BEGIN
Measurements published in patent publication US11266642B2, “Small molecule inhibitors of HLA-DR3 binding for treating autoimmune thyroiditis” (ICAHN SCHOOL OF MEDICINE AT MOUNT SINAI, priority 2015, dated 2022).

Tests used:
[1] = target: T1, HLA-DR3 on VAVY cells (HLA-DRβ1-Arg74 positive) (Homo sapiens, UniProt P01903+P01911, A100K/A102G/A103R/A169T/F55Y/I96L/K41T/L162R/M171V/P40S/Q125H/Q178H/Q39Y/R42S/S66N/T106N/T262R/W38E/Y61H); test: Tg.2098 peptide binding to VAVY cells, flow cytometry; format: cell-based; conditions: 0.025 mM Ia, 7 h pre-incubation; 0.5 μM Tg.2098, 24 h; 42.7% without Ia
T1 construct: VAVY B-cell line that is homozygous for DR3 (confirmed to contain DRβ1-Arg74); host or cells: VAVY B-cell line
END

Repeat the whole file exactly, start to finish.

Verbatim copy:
Measurements published in patent publication US11266642B2, “Small molecule inhibitors of HLA-DR3 binding for treating autoimmune thyroiditis” (ICAHN SCHOOL OF MEDICINE AT MOUNT SINAI, priority 2015, dated 2022).

Tests used:
[1] = target: T1, HLA-DR3 on VAVY cells (HLA-DRβ1-Arg74 positive) (Homo sapiens, UniProt P01903+P01911, A100K/A102G/A103R/A169T/F55Y/I96L/K41T/L162R/M171V/P40S/Q125H/Q178H/Q39Y/R42S/S66N/T106N/T262R/W38E/Y61H); test: Tg.2098 peptide binding to VAVY cells, flow cytometry; format: cell-based; conditions: 0.025 mM Ia, 7 h pre-incubation; 0.5 μM Tg.2098, 24 h; 42.7% without Ia
T1 construct: VAVY B-cell line that is homozygous for DR3 (confirmed to contain DRβ1-Arg74); host or cells: VAVY B-cell line